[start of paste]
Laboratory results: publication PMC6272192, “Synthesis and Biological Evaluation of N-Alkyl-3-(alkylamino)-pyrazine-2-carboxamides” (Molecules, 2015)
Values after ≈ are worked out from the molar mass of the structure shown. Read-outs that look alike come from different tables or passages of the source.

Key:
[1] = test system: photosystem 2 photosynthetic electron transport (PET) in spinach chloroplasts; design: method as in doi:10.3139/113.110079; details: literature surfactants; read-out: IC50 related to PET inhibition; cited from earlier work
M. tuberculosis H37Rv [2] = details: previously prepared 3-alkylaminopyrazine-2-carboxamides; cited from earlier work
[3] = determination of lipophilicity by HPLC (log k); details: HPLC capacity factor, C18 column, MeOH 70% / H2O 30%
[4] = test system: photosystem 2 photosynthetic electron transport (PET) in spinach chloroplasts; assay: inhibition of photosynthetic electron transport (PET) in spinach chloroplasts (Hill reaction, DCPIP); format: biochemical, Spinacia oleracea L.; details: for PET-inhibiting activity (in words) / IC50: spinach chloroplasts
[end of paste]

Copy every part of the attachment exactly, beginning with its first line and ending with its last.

Laboratory results: publication PMC6272192, “Synthesis and Biological Evaluation of N-Alkyl-3-(alkylamino)-pyrazine-2-carboxamides” (Molecules, 2015)
Values after ≈ are worked out from the molar mass of the structure shown. Read-outs that look alike come from different tables or passages of the source.

Key:
[1] = test system: photosystem 2 photosynthetic electron transport (PET) in spinach chloroplasts; design: method as in doi:10.3139/113.110079; details: literature surfactants; read-out: IC50 related to PET inhibition; cited from earlier work
M. tuberculosis H37Rv [2] = details: previously prepared 3-alkylaminopyrazine-2-carboxamides; cited from earlier work
[3] = determination of lipophilicity by HPLC (log k); details: HPLC capacity factor, C18 column, MeOH 70% / H2O 30%
[4] = test system: photosystem 2 photosynthetic electron transport (PET) in spinach chloroplasts; assay: inhibition of photosynthetic electron transport (PET) in spinach chloroplasts (Hill reaction, DCPIP); format: biochemical, Spinacia oleracea L.; details: for PET-inhibiting activity (in words) / IC50: spinach chloroplasts